May 23, 2017
The definition of a dialectical tension is when a “conflict arises when two opposing or incompatible forces that make successful communication challenging” (pg 262). Communication scholars have identified several of them already. There are three dialectical perspectives as described in Looking Out Looking In by Alder and Proctor. The three are “Connection versus Autonomy, Openness versus Privacy, and Predictability versus Novelty” (pg 262-264).
One example of a dialectical tension in my life would be the predictability-novelty dialect. The challenge that me and my partner were having was keeping the relationship fresh and interesting because we fell into a routine where we would do the same thing repeatedly every time we hung out. This eventually led to me and my partner getting in arguments about how we never go out and do different activities anymore. Back then a typical night out we would go out for dinner and a movie or just study and go to the gym. After I noticed this was effecting my partner and me I began to try to solve our dialectical tension by taking spontaneous trips to different places we have never gone to before like visiting L.A., going to visit Six Flags, and even doing more outdoors like going on hikes and having picnics at my neighborhood park. The article managing dialectical tensions by ManagingUpSmart.com asserts, “the predictability-novelty dialect represents the behavior patterns between stability and the desire for spontaneity. Frequently we lapse into a sense security and a behavior routine that is comfortable and easy for us which becomes boring” (pg 1). If people don’t manage this dialectical tension they could end up ruining the relationship because when you’re in a relationship it is important to go out of each other’s comfort zones and adventure new places, travel, hang out with other couples in order to keep the relationship fun and exciting.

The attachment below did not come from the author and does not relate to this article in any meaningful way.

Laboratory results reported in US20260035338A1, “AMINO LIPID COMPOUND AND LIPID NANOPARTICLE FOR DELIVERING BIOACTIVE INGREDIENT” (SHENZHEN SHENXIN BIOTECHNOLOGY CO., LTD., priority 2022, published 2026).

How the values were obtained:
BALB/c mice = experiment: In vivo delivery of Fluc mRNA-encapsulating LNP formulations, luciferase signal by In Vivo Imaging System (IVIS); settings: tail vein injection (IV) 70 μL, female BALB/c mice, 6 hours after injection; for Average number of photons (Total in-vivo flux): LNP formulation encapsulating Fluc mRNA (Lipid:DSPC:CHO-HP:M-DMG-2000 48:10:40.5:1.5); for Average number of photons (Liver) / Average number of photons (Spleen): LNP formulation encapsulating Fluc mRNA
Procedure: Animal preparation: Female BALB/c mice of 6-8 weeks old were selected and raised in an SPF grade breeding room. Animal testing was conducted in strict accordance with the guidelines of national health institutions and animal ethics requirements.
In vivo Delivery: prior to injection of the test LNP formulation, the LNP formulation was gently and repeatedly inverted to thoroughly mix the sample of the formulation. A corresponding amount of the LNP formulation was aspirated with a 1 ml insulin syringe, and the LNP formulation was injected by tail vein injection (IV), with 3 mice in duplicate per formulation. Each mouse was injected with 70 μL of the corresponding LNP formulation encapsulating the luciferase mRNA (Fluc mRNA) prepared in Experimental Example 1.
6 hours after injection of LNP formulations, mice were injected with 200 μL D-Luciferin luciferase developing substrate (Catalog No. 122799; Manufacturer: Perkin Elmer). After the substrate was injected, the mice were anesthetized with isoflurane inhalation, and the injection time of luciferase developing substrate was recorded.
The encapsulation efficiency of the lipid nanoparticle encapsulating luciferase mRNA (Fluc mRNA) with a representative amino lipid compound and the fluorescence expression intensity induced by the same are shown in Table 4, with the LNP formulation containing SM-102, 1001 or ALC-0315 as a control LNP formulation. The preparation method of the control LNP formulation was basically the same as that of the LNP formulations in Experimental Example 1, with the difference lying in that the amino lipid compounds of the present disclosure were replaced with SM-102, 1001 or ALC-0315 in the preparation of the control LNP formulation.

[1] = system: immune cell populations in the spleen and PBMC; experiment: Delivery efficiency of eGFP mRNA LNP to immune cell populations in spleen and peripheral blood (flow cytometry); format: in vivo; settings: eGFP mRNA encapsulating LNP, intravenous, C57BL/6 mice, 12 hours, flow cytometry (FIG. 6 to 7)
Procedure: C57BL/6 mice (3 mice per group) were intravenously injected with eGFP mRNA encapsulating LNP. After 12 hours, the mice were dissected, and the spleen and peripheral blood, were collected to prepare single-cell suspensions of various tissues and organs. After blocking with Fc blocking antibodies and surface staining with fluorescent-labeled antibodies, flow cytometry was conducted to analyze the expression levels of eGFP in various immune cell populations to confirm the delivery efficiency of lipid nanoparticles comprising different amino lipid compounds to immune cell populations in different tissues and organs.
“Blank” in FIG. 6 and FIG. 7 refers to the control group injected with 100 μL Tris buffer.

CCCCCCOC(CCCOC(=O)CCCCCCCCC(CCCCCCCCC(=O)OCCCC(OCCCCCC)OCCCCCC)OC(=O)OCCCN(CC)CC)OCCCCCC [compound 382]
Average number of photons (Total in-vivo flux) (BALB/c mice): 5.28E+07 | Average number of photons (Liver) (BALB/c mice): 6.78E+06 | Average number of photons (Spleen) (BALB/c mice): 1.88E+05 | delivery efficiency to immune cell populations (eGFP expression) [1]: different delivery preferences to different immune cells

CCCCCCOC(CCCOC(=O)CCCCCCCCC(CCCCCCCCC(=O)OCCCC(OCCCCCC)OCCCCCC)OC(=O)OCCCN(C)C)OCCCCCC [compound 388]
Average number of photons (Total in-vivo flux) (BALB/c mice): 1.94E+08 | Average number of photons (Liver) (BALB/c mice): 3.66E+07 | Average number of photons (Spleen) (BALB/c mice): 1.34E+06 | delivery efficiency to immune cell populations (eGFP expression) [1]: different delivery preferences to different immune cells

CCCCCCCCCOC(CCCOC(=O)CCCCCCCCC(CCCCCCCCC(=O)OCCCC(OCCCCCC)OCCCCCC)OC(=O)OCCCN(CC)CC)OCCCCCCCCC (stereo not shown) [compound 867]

Discussion 4: Dialectical Tension
Dialectical tension is described by Adler and Proctor (2014) as “conflicts that arise when two opposing or incompatible forces exist simultaneously,”. These conflicts fall into three different categories, connection versus autonomy, openness versus privacy and predictability versus novelty. I have personally experienced the predictability versus novelty type of dialectical tension. This type of relational dynamic describes that predictability can be damaging to a relationship; however, stability is still essential. If there is no stability and the relationship is full of nothing but surprises, it begins to feel like you hardly know the person. In my case, that is exactly what happened. For years I was in a relationship with someone who I came to realize I barely knew. In the beginning of our relationship, they acted in a way they thought would make me like them. It worked, but once we got comfortable enough for them to actually open up to me, I was shocked to find out who they truly were. It was heartbreaking to have to slowly discover that I didn’t like the person that I had spent years feeling like I knew better than anyone else. Once my days were filled with surprise after surprise, I realized that there was nothing more I wanted than stability. I now have that relationship and two years into it, we still manage to keep things unpredictable while maintaining the stability of it. As stated there is a good and bad side of unpredictability and Mike Tucker (2013) explains that there is a good side and bad side of predictability as well. The good side is feeling that you can rely on the person to follow through for you and that your expectations of them are on par with who they are so that you are not let down. The bad side results in losing the spark in your relationship due to running mindlessly through the motions of your day-to-day lives.